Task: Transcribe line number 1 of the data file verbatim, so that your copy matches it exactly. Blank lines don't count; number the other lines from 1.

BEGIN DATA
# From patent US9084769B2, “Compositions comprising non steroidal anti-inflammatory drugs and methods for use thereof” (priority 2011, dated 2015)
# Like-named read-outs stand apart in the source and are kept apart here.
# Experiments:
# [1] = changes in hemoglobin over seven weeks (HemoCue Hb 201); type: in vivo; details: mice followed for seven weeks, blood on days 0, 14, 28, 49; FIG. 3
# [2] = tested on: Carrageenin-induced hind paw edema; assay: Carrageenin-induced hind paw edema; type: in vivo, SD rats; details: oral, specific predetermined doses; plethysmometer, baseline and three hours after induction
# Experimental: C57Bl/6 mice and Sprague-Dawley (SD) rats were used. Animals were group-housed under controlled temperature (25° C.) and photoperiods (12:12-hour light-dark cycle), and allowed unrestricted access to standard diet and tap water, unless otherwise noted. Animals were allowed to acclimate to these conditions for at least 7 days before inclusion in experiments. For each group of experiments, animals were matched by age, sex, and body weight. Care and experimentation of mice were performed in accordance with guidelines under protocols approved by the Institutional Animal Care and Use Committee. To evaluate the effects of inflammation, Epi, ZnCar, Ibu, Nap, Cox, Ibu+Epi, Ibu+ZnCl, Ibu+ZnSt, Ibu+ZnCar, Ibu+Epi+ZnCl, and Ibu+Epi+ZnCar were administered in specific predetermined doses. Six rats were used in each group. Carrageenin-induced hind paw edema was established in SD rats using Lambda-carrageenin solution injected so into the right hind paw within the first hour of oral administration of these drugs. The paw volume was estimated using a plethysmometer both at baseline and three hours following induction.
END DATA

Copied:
# From patent US9084769B2, “Compositions comprising non steroidal anti-inflammatory drugs and methods for use thereof” (priority 2011, dated 2015)